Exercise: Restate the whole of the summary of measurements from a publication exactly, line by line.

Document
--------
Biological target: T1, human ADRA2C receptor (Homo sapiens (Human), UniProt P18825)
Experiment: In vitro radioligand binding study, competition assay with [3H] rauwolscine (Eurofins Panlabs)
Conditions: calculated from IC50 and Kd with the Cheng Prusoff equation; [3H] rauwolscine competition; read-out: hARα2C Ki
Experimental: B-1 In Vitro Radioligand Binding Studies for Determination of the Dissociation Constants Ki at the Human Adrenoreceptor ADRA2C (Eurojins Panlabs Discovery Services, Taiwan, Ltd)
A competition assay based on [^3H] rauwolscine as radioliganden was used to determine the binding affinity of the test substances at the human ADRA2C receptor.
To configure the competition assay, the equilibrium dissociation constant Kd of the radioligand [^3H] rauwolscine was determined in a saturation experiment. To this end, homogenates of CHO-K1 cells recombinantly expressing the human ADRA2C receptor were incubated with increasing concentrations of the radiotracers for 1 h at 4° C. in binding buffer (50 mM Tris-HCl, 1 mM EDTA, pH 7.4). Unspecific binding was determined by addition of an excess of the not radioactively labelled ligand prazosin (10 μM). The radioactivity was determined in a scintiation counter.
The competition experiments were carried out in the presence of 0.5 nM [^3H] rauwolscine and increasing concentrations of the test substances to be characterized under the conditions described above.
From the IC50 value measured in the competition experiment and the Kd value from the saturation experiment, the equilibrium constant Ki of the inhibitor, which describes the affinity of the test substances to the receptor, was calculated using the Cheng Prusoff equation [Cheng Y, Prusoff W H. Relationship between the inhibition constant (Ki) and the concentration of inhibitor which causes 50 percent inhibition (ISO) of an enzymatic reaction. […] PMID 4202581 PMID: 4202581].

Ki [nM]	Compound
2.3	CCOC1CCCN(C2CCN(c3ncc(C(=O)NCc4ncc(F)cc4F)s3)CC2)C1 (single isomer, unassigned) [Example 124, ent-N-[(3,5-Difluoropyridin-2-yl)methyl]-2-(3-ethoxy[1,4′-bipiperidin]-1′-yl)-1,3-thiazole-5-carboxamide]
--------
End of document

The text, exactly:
Biological target: T1, human ADRA2C receptor (Homo sapiens (Human), UniProt P18825)
Experiment: In vitro radioligand binding study, competition assay with [3H] rauwolscine (Eurofins Panlabs)
Conditions: calculated from IC50 and Kd with the Cheng Prusoff equation; [3H] rauwolscine competition; read-out: hARα2C Ki
Experimental: B-1 In Vitro Radioligand Binding Studies for Determination of the Dissociation Constants Ki at the Human Adrenoreceptor ADRA2C (Eurojins Panlabs Discovery Services, Taiwan, Ltd)
A competition assay based on [^3H] rauwolscine as radioliganden was used to determine the binding affinity of the test substances at the human ADRA2C receptor.
To configure the competition assay, the equilibrium dissociation constant Kd of the radioligand [^3H] rauwolscine was determined in a saturation experiment. To this end, homogenates of CHO-K1 cells recombinantly expressing the human ADRA2C receptor were incubated with increasing concentrations of the radiotracers for 1 h at 4° C. in binding buffer (50 mM Tris-HCl, 1 mM EDTA, pH 7.4). Unspecific binding was determined by addition of an excess of the not radioactively labelled ligand prazosin (10 μM). The radioactivity was determined in a scintiation counter.
The competition experiments were carried out in the presence of 0.5 nM [^3H] rauwolscine and increasing concentrations of the test substances to be characterized under the conditions described above.
From the IC50 value measured in the competition experiment and the Kd value from the saturation experiment, the equilibrium constant Ki of the inhibitor, which describes the affinity of the test substances to the receptor, was calculated using the Cheng Prusoff equation [Cheng Y, Prusoff W H. Relationship between the inhibition constant (Ki) and the concentration of inhibitor which causes 50 percent inhibition (ISO) of an enzymatic reaction. […] PMID 4202581 PMID: 4202581].

Ki [nM]	Compound
2.3	CCOC1CCCN(C2CCN(c3ncc(C(=O)NCc4ncc(F)cc4F)s3)CC2)C1 (single isomer, unassigned) [Example 124, ent-N-[(3,5-Difluoropyridin-2-yl)methyl]-2-(3-ethoxy[1,4′-bipiperidin]-1′-yl)-1,3-thiazole-5-carboxamide]